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Progestin-only contraceptives: effects on weight.

Abstract

BACKGROUND

Progestin-only contraceptives (POCs) are appropriate for many women who cannot or should not take estrogen. Many POCs are long-acting, cost-effective methods of preventing pregnancy. However, concern about weight gain can deter the initiation of contraceptives and cause early discontinuation among users.

OBJECTIVES

The primary objective was to evaluate the association between progestin-only contraceptive use and changes in body weight.

SEARCH METHODS

Through May 2013, we searched MEDLINE, CENTRAL, POPLINE, LILACS, ClinicalTrials.gov, and ICTRP. The 2010 search also included EMBASE. For the initial review, we contacted investigators to identify other trials.

SELECTION CRITERIA

All comparative studies were eligible that examined a POC versus another contraceptive method or no contraceptive. The primary outcome was mean change in body weight or mean change in body composition. We also considered the dichotomous outcome of loss or gain of a specified amount of weight.

DATA COLLECTION AND ANALYSIS

Two authors extracted the data. We computed the mean difference (MD) with 95% confidence interval (CI) for continuous variables. For dichotomous outcomes, the Mantel-Haenszel odds ratio (OR) with 95% CI was calculated.

MAIN RESULTS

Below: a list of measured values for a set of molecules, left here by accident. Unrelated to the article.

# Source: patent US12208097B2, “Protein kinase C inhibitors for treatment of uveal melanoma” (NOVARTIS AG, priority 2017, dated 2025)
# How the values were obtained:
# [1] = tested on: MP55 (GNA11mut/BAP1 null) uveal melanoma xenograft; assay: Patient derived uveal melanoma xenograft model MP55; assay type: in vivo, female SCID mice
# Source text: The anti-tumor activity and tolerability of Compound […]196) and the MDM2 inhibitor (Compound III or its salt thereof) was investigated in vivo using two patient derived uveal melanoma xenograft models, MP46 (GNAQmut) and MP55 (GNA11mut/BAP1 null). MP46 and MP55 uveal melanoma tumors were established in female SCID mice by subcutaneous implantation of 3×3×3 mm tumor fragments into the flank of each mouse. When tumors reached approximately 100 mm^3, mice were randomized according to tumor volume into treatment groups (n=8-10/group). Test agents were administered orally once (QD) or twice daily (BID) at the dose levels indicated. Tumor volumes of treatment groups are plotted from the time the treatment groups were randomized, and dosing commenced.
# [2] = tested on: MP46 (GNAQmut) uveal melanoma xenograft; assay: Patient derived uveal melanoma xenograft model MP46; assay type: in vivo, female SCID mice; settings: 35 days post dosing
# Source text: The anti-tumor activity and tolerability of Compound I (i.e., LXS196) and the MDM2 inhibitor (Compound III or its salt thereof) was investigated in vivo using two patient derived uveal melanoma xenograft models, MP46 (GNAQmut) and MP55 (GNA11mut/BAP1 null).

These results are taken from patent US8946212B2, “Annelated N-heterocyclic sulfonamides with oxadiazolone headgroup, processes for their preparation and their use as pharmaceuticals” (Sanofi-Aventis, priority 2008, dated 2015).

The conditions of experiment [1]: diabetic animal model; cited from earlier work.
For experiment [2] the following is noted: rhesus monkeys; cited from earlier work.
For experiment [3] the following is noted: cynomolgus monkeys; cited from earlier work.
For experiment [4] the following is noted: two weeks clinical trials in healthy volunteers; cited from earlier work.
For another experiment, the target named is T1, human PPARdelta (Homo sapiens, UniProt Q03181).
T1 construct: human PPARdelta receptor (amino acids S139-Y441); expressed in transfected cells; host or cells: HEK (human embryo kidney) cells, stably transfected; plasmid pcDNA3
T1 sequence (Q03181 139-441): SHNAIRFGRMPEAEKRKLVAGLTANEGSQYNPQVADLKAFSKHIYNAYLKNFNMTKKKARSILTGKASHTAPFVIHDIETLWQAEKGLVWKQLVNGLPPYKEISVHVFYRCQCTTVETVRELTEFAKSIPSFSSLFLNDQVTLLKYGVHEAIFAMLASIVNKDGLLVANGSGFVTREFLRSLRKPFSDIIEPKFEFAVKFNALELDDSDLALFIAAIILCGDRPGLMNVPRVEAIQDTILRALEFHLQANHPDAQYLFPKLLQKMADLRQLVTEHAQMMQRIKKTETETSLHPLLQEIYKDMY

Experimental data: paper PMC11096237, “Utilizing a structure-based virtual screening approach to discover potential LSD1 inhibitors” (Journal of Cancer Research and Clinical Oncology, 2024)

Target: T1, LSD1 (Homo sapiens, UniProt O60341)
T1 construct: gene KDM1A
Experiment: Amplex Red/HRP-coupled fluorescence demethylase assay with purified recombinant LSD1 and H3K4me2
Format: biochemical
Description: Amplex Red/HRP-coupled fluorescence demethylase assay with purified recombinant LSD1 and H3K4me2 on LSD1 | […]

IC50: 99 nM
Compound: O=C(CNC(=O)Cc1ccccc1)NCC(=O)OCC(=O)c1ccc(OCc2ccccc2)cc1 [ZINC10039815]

We found 16 studies; one examined progestin-only pills, one studied the levonorgestrel-releasing intrauterine system (LNG-IUS), four examined an implant, and 10 focused on depot medroxyprogesterone acetate (DMPA). Outcomes examined were changes in body weight only (14 studies), changes in both body weight and body composition (1 study), and changes in body composition only (1 study). We did not conduct meta-analysis due to the various contraceptive methods and weight change measures.Comparison groups did not differ significantly for weight change in 12 studies. However, three studies showed weight change differences for POC users compared to women not using a hormonal method. In one study, weight gain (kg) was greater for the DMPA group than the group using a non-hormonal IUD in years one through three [(MD 2.28; 95% CI 1.79 to 2.77), (MD 2.71, 95% CI 2.12 to 3.30), and (MD 3.17; 95% CI 2.51 to 3.83), respectively]. The differences were notable within the normal weight and overweight subgroups. Two implant studies also showed differences in weight change. The implant group (six-capsule) had greater weight gain (kg) compared to the group using a non-hormonal IUD in both studies [(MD 0.47 (95% CI 0.29 to 0.65); (MD 1.10; 95% CI 0.36 to 1.84)]. In one of those studies, the implant group also had greater weight gain than a group using a barrier method or no contraceptive (MD 0.74; 95% CI 0.52 to 0.96).The two studies that assessed body composition change showed differences between POC users and women not using a hormonal method. Adolescents using DMPA had a greater increase in body fat (%) compared to a group not using a hormonal method (MD 11.00; 95% CI 2.64 to 19.36). The DMPA group also had a greater decrease in lean body mass (%) (MD -4.00; 95% CI -6.93 to -1.07). The other study reported differences between an LNG-IUS group and a non-hormonal IUD group in percent change in body fat mass (2.5% versus -1.3%, respectively; reported P value = 0.029) and percent change in lean body mass (-1.4% versus 1.0%, respectively; reported P value = 0.027).